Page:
Julie Riesenweber, assistant professor in the Department of Historic Preservation, recently helped Pope Villa in Lexington achieve its place on the National Register of Historic Places as a nationally significant example of early national-era architecture. The National Register is the nation’s official list of historic and archaeological resources deemed worthy of preservation, a program of the National Park Service.
“We preserve so that we don’t forget, and we should be grateful for historians who remind us to care. The achievement is a testament to Julie’s tenacity and scholarly acumen in her steadfast work on Pope Villa,” said Dean Mitzi Vernon. “Its placement on the National Register validates the continued significance of preservation research.”
Located at 326 Grosvenor Avenue, Pope Villa was designed by Benjamin Henry Latrobe and built by local artisans in 1812 for Senator John and Eliza Pope. Latrobe (1764-1820) emigrated from England 1796 and became one of America’s first professional architects. In 1803, President Thomas Jefferson appointed him Surveyor of Public Buildings of the United States, and to work as superintendent of construction of the United States Capitol.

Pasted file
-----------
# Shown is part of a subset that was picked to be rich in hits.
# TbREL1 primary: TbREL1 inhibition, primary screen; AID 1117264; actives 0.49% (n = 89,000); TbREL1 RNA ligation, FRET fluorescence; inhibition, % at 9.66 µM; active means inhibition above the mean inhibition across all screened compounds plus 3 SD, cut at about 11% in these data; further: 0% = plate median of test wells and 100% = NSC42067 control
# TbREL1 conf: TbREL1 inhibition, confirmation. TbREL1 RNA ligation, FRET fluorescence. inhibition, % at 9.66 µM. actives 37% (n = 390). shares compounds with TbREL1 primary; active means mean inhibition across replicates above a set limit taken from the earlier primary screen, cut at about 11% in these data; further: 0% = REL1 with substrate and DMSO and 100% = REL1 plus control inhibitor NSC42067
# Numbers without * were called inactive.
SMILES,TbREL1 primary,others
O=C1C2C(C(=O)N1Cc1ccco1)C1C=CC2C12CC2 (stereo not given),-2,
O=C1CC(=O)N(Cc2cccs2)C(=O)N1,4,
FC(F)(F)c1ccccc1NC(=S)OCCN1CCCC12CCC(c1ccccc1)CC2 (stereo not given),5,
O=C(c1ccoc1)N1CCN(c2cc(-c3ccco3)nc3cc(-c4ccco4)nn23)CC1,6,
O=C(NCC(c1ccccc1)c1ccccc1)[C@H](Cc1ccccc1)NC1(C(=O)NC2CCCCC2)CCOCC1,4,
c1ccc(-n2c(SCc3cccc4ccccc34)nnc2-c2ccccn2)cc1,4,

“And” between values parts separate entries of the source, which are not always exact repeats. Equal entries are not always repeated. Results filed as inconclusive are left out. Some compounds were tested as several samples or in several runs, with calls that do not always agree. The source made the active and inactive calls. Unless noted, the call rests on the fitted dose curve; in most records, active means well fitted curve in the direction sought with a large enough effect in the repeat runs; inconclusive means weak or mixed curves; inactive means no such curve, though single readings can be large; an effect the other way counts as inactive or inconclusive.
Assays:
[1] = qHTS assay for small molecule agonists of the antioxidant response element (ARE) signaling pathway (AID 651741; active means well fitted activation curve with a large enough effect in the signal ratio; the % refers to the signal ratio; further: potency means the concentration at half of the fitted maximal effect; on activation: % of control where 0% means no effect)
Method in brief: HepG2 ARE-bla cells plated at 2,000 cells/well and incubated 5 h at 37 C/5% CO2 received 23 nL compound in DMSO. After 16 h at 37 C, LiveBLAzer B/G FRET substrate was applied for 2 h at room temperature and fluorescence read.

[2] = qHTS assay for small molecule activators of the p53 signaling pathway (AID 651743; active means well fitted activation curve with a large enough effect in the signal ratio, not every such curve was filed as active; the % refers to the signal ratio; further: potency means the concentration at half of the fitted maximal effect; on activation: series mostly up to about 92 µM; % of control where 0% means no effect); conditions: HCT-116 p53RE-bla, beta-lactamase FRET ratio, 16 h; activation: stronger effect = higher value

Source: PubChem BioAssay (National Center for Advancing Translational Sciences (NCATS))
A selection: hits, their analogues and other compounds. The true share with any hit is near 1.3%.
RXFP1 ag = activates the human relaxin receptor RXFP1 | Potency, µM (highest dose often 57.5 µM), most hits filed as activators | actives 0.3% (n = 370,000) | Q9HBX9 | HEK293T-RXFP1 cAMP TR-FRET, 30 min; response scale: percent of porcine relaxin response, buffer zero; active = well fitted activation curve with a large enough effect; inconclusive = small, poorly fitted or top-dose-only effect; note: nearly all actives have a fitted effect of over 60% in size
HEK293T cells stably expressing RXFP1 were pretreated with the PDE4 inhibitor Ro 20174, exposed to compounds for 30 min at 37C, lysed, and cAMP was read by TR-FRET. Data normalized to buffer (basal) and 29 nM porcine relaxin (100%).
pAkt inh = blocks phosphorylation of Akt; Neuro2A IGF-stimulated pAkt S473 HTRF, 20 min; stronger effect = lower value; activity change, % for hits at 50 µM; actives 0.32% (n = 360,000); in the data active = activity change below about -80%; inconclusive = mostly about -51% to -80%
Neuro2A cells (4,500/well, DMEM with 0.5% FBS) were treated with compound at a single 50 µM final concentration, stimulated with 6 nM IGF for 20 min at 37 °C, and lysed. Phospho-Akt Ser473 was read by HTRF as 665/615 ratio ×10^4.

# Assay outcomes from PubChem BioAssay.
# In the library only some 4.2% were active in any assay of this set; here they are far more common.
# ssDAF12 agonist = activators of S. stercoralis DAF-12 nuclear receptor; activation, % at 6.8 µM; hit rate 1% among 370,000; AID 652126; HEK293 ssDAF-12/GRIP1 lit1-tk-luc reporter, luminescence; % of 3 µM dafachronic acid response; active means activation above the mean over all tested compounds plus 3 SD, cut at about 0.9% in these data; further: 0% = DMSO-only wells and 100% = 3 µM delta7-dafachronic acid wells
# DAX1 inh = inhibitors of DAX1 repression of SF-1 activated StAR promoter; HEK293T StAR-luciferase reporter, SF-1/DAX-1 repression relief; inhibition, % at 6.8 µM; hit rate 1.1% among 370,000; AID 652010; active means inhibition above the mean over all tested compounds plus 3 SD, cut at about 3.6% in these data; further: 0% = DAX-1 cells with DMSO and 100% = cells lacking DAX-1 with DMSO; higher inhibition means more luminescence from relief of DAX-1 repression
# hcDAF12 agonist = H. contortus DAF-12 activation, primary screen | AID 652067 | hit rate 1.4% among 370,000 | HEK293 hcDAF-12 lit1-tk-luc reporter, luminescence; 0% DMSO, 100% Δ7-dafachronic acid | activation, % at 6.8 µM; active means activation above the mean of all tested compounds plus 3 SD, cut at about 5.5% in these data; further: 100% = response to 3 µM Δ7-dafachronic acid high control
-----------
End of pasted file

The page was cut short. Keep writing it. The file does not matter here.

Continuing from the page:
While Latrobe is best known for his public buildings, he also designed more than 60 residences throughout the country. Pope Villa is one of only three still standing today and the only suburban villa.
Riesenweber’s supporting research and authorship of the National Register nomination resulted in the listing of the property; two previous attempts to list the building individually were unsuccessful, primarily because they focused exclusively on Latrobe’s original design, overlooking the significant alterations of the 1840s, 1860s, and the early 20th century.
“After the previous failed attempts, I realized the need to capture Pope Villa’s entire period of significance to 1843, which included Captain Henry and Elizabeth Johnson’s renovations,” explained Riesenweber. “These changes brought the house’s plan into conformity with local expectations, creating ‘a product of a nationally significant architect who was subject to local interpretation by its builders and by its users… revealing [the] democratization of the design process on one significant building’ as stated in the nomination.”
She also argued that with further study, it has the potential to convey important information about the interaction between trained designers like Latrobe, and traditional designer/builders during America’s early National Period, at a time when architecture was just beginning to emerge as a profession.